You know it’s true: Snopes.com deserves journalism’s highest honor.
Last week was a great time for news — fake news, that is. Misinformation is spreading faster than measles in a colony of anti-vaccine nudists, so the time has come for something long overdue: a Pulitzer for Snopes.com.
This weekend Jim Romenesko pointed to nytimes.com.co, which had several of my Facebook friends fooled with claims about Sarah Palin and Michele Bachmann. There are many other purveyors of similar bushwa. In the last several weeks, it seems as if every one of them has bamboozled at least one of my friends.
Yours too, I imagine. Remember, though: Most of my friends are journalists, practicing, retired, or in recovery. These are smart, skeptical people. So smart that I have to think twice every time before I add a comment noting the fakery, and even then I usually hedge: “You know this is fake, right?” Alas, the answer every time has been, no, they didn’t.
I can sniff out a fake site easily, but maybe that’s because I’ve been immersed in the internet since the days of dial-up bulletin boards. And I spent years dealing with commenters, so I distrust basically everything I read online. The problem isn’t just the fake-for-fun sites; it’s also the “real” sites that exaggerate to fit their biases, or pass along phony stories without trying to trace them back to their roots, or waddle back and forth along the narrow line between not bothering to check and just making stuff up.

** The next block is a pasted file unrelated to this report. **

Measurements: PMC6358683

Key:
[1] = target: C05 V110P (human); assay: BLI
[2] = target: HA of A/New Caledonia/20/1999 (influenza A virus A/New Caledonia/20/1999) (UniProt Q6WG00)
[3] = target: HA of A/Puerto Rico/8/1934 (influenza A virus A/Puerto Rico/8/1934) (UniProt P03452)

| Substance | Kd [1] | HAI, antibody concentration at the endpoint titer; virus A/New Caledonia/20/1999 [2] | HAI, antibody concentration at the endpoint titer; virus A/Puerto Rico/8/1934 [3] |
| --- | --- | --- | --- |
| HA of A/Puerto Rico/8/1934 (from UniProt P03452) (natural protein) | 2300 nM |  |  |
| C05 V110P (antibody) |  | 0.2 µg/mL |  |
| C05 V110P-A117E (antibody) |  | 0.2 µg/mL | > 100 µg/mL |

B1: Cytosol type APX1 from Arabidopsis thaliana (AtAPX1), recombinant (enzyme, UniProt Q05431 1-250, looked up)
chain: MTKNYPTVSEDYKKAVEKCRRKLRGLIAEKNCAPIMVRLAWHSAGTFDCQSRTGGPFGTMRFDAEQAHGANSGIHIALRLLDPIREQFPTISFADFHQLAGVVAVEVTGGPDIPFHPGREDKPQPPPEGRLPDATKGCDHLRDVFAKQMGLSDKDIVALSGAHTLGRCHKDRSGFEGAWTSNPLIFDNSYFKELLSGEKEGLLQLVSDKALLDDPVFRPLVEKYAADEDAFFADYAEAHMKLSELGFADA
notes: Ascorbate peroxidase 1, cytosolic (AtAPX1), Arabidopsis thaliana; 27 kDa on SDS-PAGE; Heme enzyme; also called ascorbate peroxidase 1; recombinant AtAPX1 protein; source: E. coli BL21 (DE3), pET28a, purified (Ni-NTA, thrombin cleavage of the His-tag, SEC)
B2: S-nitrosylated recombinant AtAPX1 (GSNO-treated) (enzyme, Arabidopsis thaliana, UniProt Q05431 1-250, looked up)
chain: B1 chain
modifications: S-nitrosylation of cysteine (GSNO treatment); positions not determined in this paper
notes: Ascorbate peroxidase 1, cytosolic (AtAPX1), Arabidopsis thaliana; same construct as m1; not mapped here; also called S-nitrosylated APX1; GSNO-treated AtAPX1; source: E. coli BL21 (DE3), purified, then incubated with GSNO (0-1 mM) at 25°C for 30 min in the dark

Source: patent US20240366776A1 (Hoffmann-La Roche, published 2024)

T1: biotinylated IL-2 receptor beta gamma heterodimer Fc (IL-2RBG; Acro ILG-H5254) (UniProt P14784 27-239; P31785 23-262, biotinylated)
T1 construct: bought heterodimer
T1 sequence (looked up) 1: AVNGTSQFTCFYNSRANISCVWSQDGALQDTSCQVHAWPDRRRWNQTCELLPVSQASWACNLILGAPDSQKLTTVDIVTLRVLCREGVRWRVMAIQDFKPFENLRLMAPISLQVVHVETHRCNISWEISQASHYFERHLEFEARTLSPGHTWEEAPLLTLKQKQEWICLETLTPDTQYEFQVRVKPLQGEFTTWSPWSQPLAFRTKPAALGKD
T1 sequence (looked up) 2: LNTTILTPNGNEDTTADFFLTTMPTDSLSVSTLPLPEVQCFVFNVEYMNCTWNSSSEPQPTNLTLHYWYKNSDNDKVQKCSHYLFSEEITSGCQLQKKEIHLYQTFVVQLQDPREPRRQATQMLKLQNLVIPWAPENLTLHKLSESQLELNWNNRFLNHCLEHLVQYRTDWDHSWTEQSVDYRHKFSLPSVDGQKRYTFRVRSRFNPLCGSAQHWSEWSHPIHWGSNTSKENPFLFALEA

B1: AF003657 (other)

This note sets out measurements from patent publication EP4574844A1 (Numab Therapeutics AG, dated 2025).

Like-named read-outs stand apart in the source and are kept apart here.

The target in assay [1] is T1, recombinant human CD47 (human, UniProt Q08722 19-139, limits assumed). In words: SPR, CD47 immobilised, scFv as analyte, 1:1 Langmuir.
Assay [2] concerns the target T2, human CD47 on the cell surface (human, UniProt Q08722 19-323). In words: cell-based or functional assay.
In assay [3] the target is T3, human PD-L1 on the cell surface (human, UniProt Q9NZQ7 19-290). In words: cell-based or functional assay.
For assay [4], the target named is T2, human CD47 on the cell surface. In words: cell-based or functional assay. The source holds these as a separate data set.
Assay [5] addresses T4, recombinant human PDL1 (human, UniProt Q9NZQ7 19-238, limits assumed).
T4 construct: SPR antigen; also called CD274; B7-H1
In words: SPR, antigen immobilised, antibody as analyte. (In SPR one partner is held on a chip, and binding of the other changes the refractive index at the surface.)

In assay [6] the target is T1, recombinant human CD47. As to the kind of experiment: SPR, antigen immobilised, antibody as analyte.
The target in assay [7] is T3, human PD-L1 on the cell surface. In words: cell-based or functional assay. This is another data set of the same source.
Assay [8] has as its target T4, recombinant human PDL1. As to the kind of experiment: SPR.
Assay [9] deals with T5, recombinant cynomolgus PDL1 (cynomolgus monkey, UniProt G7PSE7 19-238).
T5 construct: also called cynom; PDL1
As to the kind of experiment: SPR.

Just this weekend, a former colleague whom I highly respect as a newsman posted a complaint about the Army forcing U.S. soldiers to fast during Ramadan. The source: A Weekly Standard piece repeating, without a hint of awareness, a bit of nonsense that Snopes.com had punctured awhile ago.
No sooner did I add a comment explaining that then I turned to Twitter and found this retweeted by one of the folks I follow:
My BS detector pinged loudly. Sure enough, Snopes.com came to the rescue again — as it has for me time and time again. The time and effort Snopes puts into deflating puffed-up stories puts a lot of traditional newsrooms to shame. It deserves the honor of a Pulitzer.
Snopes isn’t alone in tackling this crap, and its focus on the Sisyphean task of rolling away one story at a time leaves room for others to try to get at the problem root and branch, as in BuzzFeed’s thorough takedown of The King of Bullsh*t News. But it’s the Snopes approach that has created a huge database of busted hoaxes, allowing smarty-pants like me to do more on Facebook than just post “Can this really be true?”
There is precedent for a Snopes Pulitzer. PolitiFact got one for its rambling, tortuously reasoned ratings of politicians. Snopes, on the other hand, keeps its stories short, its judgments simple, its range wide. Even though Snopes takes on topics a lot less serious than PolitiFact’s usual beat, the Snopes folks don’t stoop to something as silly as a “Pants on Fire” rating. For Snopes, there is no greater condemnation than to be labelled “false.” Which is as it should be.
Barbara and David Mikkelson, the Snopes founders, are doing the kind of public service that every newsroom should. They deserve journalism’s highest honor. It’s time. It’s time for a #SnopesPulitzer.